fundraisers, management of creative assets and getting promotions finalized and
functioning on the website.
– Customer service including: responding to emails, handling basic customer
service requests, etc.
– Other tasks including: web design and copywriting (depending on background
and needs).

To apply, please send a cover letter and resume to
explaining why you would be a good fit.

Apply to be a Sales Intern with GoodTwo this summer!

June 13, 2012

Looking for a summer internship?

GoodTwo ( is a growing startup located in Boston, MA. GoodTwo’s fundraising platform allows nonprofit organizations to run case marketing campaigns that reward their donors with offers and deals fro brands while providing the brands with a new consumer.

What we are looking for:
To thrive with GoodTwo, you need to work hard, be a critical thinker/problem solver and be outgoing. We are also looking for people with a background, knowledge, or interest in sales and startups. Applicants should have excellent communications skills, be comfortable on the phone and making sales calls, work well in both a group setting and independently, and be self motivated and driven.

Duties and responsibilities will include:
You will work closely with the founders of GoodTwo, so this is a chance to have your voice heard and to make the impact you are hoping for. This is a great opportunity to improve your networking skills and create new connections. Your responsibilities and duties will shift as the business grows and day-to-day demands change.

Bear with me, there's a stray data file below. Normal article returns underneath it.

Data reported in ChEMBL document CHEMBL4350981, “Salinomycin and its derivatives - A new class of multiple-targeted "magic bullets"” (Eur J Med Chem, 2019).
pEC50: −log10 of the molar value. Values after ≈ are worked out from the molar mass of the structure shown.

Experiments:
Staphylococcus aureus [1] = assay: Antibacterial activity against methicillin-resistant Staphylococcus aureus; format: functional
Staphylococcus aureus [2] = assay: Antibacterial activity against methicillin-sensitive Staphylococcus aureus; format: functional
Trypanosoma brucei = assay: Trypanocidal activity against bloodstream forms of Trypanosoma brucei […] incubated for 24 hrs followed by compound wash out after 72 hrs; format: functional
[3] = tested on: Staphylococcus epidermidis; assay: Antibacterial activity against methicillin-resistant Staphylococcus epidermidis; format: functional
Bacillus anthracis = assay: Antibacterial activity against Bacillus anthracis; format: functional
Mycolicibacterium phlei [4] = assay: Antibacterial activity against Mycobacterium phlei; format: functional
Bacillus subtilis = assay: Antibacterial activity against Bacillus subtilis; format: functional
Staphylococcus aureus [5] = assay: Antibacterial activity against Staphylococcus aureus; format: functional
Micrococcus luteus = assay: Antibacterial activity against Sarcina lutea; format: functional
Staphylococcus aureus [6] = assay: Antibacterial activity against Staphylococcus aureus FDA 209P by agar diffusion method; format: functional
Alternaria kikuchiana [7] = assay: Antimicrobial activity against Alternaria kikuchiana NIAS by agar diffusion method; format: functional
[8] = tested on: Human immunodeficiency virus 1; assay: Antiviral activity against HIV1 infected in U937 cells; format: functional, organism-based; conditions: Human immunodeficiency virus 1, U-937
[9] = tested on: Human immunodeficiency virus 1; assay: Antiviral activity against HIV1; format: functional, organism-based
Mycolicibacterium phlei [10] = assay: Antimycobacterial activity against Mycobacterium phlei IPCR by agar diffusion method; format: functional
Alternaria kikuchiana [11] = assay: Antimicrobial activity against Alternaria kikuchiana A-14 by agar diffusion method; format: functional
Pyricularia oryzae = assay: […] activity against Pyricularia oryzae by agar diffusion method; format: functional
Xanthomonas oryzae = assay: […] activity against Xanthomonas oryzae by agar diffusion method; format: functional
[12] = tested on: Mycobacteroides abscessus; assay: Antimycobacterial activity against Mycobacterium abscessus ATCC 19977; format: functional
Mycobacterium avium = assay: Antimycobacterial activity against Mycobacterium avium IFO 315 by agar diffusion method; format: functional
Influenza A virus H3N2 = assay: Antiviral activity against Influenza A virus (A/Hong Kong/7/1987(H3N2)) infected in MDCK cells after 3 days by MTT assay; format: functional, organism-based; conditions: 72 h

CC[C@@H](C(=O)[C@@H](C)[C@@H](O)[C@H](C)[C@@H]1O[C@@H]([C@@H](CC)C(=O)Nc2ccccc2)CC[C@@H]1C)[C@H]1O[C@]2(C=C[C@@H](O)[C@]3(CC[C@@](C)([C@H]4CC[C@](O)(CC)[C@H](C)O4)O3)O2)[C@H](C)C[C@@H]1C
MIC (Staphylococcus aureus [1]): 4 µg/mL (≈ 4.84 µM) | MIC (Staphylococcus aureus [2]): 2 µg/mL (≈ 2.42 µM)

-Sales research: researching and developing a database of companies interested in collaborating with GoodTwo.
-Targeted sales: making calls for the brand side of our business. You’ll be calling into brands and businesses of various sizes to help create offers that will appeal to our fundraisers.
-Sales activities: contacting prospective vendors and managing deals.
-Customer service: responding to emails, handling basic customer service requests, etc.

This position will require interns to make outbound calls to businesses. Applicants should be comfortable making sales calls.

➢To apply, please send a cover letter and resume to explaining why you would be a good fit. Please put “Sales Internship” in the subject line of your email.

Free Coffee and the Kindness of Strangers

August 10, 2011

Many of you have probably already heard about Jonathan’s Card, the social experiment currently flying around the Internet as people question whether Jonathan Starks is crazy, philanthropic, shilling for Starbucks or just a dude who stumbled upon a great social experiment. (If you don’t know about the card and the controversy around it, Mashable has a great explanation.)